Bangladesh is in favour of setting up of a joint basin management system for common rivers, a top diplomat said today, claiming water-sharing remains a “sensitive” issue between the two countries despite their relations reaching a new height.
“Our relation has reached at its height and we want to resolve all our problems through understanding. Although maximum issues have been solved, water-sharing still remains a sensitive one and we want a common basin management system for sharing of waters of common rivers,” Bangladesh High Commissioner to India Syed Muazzem Ali said here.
He said Bangladesh was in favour of a “win-win situation” for equitable share of the common rivers as the country was facing the crisis of water and the rivers were drying up.
“This is also a fact that whatever water we get, we cannot make proper utilisation. We want a better understanding for use of water and a common basin management system can help both the countries,” he said, reiterating that the relations between the two countries have touched a new horizon.
“Indian President Pranab Mukherjee has said that since 1974, the relations between our two countries are the best now. It is the golden era of India-Bangladesh relation,” said Ali, former Foreign Secretary of Bangladesh.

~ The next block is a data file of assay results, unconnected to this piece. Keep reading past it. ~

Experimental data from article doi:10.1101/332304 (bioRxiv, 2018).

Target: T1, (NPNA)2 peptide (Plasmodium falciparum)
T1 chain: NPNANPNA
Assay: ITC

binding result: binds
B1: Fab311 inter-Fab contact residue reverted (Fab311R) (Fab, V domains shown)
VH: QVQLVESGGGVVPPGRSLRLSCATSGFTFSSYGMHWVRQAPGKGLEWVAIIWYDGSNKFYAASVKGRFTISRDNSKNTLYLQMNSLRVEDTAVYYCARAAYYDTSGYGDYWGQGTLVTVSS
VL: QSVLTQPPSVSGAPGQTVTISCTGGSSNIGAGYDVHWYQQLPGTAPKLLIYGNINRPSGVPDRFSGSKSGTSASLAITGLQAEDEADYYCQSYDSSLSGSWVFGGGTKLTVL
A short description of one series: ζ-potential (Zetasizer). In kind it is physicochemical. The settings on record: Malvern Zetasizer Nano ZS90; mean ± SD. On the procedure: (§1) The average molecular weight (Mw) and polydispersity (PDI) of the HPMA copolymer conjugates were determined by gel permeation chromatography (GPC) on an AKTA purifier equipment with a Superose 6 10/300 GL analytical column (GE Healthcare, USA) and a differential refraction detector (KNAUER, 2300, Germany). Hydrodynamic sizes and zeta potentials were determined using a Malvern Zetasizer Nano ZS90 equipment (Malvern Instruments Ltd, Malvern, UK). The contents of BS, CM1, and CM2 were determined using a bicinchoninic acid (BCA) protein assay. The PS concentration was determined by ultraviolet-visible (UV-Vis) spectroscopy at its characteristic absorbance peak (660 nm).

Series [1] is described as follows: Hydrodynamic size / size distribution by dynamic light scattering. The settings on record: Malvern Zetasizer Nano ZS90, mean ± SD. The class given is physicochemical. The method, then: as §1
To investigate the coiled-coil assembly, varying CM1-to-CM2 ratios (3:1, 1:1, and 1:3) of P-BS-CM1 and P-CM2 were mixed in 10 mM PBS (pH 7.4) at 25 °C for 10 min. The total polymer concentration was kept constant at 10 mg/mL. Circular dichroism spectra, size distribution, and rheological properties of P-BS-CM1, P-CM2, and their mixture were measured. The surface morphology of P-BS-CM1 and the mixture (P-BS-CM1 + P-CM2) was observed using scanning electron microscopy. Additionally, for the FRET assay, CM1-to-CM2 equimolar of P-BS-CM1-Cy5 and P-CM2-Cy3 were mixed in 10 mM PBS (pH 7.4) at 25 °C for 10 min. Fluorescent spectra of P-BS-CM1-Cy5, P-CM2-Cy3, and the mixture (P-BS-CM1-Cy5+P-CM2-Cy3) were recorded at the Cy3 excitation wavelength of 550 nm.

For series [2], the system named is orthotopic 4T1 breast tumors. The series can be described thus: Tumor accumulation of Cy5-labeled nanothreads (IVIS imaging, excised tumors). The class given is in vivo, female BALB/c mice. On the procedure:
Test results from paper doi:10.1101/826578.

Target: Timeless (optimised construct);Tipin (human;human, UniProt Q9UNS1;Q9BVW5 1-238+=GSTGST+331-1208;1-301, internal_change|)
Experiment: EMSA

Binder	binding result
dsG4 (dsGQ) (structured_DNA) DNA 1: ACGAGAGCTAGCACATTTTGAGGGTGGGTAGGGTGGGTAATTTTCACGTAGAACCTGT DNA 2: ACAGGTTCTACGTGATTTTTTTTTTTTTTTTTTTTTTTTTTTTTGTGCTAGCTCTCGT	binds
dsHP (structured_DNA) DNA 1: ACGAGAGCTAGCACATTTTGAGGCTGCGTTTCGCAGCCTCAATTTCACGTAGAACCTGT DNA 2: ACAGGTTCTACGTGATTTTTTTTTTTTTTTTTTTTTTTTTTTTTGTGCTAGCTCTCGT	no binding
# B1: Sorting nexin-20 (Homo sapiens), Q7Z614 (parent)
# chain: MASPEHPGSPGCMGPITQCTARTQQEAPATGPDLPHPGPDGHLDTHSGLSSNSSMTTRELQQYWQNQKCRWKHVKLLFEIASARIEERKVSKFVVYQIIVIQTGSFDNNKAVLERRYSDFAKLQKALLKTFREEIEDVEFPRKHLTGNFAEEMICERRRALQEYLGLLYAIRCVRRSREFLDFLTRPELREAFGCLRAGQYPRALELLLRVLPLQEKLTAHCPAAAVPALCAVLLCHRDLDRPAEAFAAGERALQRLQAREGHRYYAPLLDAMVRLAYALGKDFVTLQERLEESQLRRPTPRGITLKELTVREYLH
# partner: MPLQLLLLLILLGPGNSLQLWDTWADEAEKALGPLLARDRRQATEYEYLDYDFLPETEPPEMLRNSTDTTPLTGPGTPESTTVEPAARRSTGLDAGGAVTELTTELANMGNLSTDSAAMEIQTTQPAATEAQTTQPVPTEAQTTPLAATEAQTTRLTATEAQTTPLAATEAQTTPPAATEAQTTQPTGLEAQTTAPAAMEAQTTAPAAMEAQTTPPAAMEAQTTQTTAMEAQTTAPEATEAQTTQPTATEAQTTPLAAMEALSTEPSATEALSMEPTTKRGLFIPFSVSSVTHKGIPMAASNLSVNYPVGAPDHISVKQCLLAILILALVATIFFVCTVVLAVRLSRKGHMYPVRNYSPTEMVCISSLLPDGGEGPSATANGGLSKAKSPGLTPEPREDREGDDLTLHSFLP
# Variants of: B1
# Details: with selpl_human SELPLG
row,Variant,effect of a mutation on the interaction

To a question, Ali said Bangladesh Prime Minister Sheikh Hasina had already expressed her keenness to restore all communication channels that existed between the two countries before the Indo-Pak War in 1965, besides creating new points.
Ali said connectivity between the two countries needs to be enhanced and the neighbours should be widely connected through roads, railways and waters for a better trade and communication between the people of the two countries.
Regarding access to the Chittagong port, Ali said Hasina had already declared that a consortium between the neighbours could be formed for better use of the port and India would not have any problem in using the port.
Ali, who is also a “liberation warrior”, said the people of Tripura made immense contribution during the 1971 war and Bangladesh would always remember it.
Tripura accommodated more than 15 lakh refugees from the neighbouring country in 1971, which was more than the state’s actual population that time.